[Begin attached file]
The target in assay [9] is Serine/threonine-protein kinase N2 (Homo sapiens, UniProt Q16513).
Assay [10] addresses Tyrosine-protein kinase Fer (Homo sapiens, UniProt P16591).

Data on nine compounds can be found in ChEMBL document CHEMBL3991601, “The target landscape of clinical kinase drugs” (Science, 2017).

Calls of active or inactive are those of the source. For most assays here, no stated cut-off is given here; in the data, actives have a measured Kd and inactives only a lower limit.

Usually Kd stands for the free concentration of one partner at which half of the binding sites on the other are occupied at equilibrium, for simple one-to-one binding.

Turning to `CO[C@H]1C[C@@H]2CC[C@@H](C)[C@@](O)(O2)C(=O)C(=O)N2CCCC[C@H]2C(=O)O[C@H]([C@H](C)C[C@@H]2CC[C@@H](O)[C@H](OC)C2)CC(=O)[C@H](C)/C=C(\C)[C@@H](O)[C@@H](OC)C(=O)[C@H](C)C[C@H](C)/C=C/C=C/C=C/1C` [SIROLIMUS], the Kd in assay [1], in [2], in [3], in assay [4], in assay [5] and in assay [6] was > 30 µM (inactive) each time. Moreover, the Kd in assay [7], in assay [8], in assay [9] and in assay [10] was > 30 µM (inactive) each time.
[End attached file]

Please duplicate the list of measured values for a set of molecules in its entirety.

The target in assay [9] is Serine/threonine-protein kinase N2 (Homo sapiens, UniProt Q16513).
Assay [10] addresses Tyrosine-protein kinase Fer (Homo sapiens, UniProt P16591).

Data on nine compounds can be found in ChEMBL document CHEMBL3991601, “The target landscape of clinical kinase drugs” (Science, 2017).

Calls of active or inactive are those of the source. For most assays here, no stated cut-off is given here; in the data, actives have a measured Kd and inactives only a lower limit.

Usually Kd stands for the free concentration of one partner at which half of the binding sites on the other are occupied at equilibrium, for simple one-to-one binding.

Turning to `CO[C@H]1C[C@@H]2CC[C@@H](C)[C@@](O)(O2)C(=O)C(=O)N2CCCC[C@H]2C(=O)O[C@H]([C@H](C)C[C@@H]2CC[C@@H](O)[C@H](OC)C2)CC(=O)[C@H](C)/C=C(\C)[C@@H](O)[C@@H](OC)C(=O)[C@H](C)C[C@H](C)/C=C/C=C/C=C/1C` [SIROLIMUS], the Kd in assay [1], in [2], in [3], in assay [4], in assay [5] and in assay [6] was > 30 µM (inactive) each time. Moreover, the Kd in assay [7], in assay [8], in assay [9] and in assay [10] was > 30 µM (inactive) each time.